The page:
Other notable mentions: Running Like a Girl is the book I hoped Run, Fat Bitch, Run would be. (But don’t get me started on that offensive turd of a book.) It’s actually perfect reading now, at the beginning of a new year, and I might have to pull it out for a re-read myself. Most of these books are written by people who were always fit, who don’t understand that if you’re not fit you can’t just run out your door and keep going. (The author of the Offensive Turd wasn’t unfit or fat—she was pregnant. But as I said, don’t get me started…DEEP BREATH.) But Alexandra genuinely started from zero, and her goal was just to survive the marathon, not to win it or anything. This book is enjoyable, funny and inspirational and I loved her explanation for how she went from the kind of girl who was somewhat of a couch potato to marathon runner: ‘I just decided to be able to.’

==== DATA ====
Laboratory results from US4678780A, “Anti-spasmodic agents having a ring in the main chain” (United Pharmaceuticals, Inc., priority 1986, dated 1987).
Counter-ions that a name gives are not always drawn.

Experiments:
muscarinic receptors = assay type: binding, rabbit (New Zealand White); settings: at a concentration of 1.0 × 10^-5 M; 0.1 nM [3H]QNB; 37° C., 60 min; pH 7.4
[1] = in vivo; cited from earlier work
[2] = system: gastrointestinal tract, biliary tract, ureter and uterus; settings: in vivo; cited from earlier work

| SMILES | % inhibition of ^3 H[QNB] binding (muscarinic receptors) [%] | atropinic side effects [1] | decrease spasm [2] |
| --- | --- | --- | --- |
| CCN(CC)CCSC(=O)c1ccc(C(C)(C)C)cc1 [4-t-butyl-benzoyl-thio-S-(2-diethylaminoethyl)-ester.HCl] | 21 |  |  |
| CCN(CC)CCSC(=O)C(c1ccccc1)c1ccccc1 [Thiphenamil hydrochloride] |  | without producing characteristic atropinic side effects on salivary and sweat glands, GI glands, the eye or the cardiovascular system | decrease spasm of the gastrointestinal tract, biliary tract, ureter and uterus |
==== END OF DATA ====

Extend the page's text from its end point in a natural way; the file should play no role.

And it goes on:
Also: The Good Nurse was a chilling insight into how a health care system actually helped America’s most prolific serial killer to kill. Frightening stuff. Song of Spider-Man was just pure entertainment, a firsthand account of the disaster that was Spiderman: Turn Off The Dark on Broadway by the book’s writer (the guy who writes the dialogue). The best thing about it was the author himself, Glen Berger, who you just want to treat to a long beach vacation and a hug by the end. His opening? “Look, I know it’s just a f–king show…’
Is It Just Me…?